UT Southwestern opens satellite clinic in Park Cities

By Jan Jarvis

It’s just a short elevator ride to a new way of providing health care.

UT Southwestern Clinical Center - Park Cities
Staffing the new Clinical Center in the Park Cities are Dr. Thomas Hyslop (left) and Dr. Thomas Andrews.

The new UT Southwestern Clinical Center - Park Cities, housed on the third floor of a building at 8611 Hillcrest Road, blends the comfort of a small neighborhood doctor’s office with the expertise of a world-renowned medical institution.

For patients, that means having a convenient medical home with the highest quality of care, said Dr. Thomas Andrews, a general cardiologist at UT Southwestern Medical Center who works at the Clinical Center.

“They’ll get a high level of service, not unlike a boutique practice,” Dr. Andrews said. “But we have all the strength of UT Southwestern backing us.”

The clinic opened in late January with UT Southwestern physicians Dr. Thomas Hyslop, Assistant Professor of Obstetrics and Gynecology, and Dr. Andrews, Clinical Associate Professor of Internal Medicine. Other specialists are expected to join them. The specialties lend themselves to a close doctor-patient relationship that often spans decades.

“You’re establishing a long-term relationship, not seeing someone one time to take out an appendix,” Dr. Hyslop said. “When you see someone from their first pregnancy through menopause, you build a special bond with them.”

Similarly, patients with heart issues will find it a convenient way to forge a relationship with a cardiologist close to their home.   

“It is world-class cardiovascular care in the neighborhood,” Dr. Andrews said.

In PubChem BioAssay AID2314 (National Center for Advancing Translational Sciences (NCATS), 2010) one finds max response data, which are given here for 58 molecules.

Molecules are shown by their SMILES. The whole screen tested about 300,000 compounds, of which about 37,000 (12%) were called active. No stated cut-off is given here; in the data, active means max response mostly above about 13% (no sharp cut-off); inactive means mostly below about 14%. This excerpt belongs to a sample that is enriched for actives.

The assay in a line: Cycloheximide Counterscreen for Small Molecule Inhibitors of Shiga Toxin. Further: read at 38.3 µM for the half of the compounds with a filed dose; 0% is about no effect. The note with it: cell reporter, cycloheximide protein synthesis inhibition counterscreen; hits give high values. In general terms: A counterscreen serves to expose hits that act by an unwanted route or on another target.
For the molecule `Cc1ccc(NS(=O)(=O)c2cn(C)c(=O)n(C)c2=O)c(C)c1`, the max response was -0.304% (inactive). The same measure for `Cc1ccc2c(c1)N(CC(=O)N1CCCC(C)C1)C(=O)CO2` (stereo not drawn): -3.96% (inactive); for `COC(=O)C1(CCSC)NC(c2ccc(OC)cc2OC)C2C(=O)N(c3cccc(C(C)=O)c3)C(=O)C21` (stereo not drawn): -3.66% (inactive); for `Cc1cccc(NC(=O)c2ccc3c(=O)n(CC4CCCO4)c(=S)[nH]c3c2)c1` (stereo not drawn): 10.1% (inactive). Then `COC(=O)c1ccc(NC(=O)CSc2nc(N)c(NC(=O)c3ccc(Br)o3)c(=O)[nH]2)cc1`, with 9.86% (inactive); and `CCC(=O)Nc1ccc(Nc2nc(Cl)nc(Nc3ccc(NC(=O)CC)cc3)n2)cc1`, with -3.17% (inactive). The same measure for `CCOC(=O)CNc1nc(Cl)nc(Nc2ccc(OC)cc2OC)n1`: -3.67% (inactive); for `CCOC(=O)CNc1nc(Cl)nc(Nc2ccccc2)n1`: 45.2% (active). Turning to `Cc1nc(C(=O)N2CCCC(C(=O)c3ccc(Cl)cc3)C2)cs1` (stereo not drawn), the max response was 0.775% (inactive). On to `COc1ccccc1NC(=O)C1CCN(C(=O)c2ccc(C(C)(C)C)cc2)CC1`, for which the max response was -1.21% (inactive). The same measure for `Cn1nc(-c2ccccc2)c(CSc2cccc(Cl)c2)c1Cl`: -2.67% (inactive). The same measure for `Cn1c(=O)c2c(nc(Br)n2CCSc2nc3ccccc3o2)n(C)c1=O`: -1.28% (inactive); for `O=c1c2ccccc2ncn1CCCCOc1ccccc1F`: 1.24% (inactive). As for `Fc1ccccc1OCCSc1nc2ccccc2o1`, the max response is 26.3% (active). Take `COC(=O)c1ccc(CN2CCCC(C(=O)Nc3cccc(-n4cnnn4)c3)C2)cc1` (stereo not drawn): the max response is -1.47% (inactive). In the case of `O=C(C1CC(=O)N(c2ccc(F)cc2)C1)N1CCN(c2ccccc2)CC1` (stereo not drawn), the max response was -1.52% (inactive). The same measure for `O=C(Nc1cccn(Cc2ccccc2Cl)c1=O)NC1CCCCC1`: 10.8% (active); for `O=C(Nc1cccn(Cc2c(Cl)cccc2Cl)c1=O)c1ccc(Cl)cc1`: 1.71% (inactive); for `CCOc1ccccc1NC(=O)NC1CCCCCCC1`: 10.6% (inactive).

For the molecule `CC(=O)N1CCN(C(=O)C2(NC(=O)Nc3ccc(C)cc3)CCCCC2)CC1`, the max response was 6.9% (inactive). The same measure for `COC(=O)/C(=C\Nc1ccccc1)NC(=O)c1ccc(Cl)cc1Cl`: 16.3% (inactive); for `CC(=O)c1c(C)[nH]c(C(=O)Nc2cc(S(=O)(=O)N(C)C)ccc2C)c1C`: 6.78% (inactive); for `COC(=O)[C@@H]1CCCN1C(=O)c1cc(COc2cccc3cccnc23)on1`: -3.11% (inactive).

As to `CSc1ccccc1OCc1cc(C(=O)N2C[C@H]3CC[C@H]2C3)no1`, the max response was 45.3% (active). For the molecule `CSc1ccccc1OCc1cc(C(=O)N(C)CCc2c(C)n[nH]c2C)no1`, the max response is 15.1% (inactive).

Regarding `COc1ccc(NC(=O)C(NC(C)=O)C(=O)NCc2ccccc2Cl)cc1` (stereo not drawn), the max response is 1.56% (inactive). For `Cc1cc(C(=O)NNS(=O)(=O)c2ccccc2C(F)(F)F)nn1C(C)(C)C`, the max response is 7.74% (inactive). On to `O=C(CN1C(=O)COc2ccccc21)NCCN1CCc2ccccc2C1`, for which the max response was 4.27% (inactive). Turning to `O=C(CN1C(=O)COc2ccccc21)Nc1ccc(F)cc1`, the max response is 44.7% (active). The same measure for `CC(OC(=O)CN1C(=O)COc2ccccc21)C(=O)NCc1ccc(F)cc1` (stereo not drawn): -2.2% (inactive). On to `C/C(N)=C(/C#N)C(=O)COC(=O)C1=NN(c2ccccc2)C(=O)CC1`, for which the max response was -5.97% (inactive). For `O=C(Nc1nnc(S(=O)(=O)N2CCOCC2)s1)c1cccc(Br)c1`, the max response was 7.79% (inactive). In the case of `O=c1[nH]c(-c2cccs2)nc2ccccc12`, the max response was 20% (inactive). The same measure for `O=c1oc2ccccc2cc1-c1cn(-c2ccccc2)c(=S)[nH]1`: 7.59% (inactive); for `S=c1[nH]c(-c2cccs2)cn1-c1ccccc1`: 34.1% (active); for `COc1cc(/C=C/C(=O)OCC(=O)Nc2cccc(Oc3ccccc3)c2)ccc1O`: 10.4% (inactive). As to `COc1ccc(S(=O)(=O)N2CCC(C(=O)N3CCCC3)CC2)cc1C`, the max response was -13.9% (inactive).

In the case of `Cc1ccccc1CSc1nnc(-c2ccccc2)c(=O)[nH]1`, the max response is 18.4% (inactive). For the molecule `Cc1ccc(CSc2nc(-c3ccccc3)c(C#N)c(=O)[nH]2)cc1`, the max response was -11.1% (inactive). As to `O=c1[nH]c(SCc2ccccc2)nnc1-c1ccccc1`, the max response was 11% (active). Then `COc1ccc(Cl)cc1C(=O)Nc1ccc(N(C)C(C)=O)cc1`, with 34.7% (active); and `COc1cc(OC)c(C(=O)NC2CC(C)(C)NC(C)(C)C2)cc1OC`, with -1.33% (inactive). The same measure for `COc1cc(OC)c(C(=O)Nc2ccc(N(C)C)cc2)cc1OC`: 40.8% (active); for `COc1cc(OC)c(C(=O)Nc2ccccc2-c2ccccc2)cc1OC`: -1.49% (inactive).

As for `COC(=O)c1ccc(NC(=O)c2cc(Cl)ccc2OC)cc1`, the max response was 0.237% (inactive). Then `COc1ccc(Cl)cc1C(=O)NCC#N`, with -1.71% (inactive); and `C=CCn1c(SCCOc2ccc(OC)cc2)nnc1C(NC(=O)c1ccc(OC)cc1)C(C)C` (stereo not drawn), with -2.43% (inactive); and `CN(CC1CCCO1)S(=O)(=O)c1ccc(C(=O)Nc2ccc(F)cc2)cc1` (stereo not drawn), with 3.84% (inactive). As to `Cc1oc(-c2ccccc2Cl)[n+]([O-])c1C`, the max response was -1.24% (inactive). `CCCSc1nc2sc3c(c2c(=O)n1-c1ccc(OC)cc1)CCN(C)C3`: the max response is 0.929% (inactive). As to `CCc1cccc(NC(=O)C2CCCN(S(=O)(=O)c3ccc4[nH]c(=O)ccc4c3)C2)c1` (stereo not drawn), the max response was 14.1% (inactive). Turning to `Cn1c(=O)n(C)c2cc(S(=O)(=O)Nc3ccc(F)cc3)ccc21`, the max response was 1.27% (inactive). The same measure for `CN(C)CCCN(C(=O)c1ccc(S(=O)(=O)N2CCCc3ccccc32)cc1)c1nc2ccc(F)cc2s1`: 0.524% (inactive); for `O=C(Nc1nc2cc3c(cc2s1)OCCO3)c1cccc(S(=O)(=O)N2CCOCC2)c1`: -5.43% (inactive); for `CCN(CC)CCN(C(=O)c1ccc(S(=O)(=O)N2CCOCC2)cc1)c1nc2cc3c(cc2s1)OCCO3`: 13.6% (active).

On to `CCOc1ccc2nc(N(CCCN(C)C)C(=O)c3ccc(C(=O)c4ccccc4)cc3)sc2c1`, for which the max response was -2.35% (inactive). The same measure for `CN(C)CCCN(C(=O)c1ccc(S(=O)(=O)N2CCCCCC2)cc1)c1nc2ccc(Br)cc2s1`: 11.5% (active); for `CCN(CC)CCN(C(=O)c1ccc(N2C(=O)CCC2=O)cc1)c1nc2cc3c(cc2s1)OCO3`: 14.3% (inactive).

With UT Southwestern just 7.5 miles away from the Park Cities location, patients have access to the latest technology and advanced medical services should they need care beyond what is available in the clinic.

This integrated approach to health care is something that sets UT Southwestern apart, Dr. Andrews said. Physicians from different specialties are able to talk easily with each other and coordinate care so that the patient gets the best treatment possible, he said. This is especially important for cardiac patients who also may have diabetes, high cholesterol, and other health problems requiring an integrated approach.

“We can make sure the whole picture, and not just a piece of it, is being addressed,” Dr. Andrews said. “I believe this allows us to provide a level of care that exceeds the average community cardiology group practice.” 

The benefits of this approach are already being seen at the UT Southwestern Clinical Center - Richardson/Plano, said Dr. Bruce Meyer, Executive Vice President for Health System Affairs. 

“Our new clinical site in Richardson has been rapidly growing and is being well-received and highly reviewed by patients and the community,” Dr. Meyer said. “We will be bringing that same level of patient-centered care to the Park Cities.”

Sports medicine services recently were added to the Richardson facility, where primary care and Ob/Gyn physicians have been on staff since its October opening. Dr. Robert Dimeff, Professor of Orthopaedic Surgery, Family and Community Medicine, and Pediatrics, and Dr. William Robertson, Assistant Professor of Orthopaedic Surgery, joined the Richardson clinic in December.

Sports medicine services include evaluations and treatment for overuse and acute injuries, Dr. Dimeff said. Although surgery is not performed at the site, X-rays, advanced imaging, lab work, and physical therapy are available.

 “We hope to improve the quality of sports medicine services delivered to the community,” Dr. Dimeff said.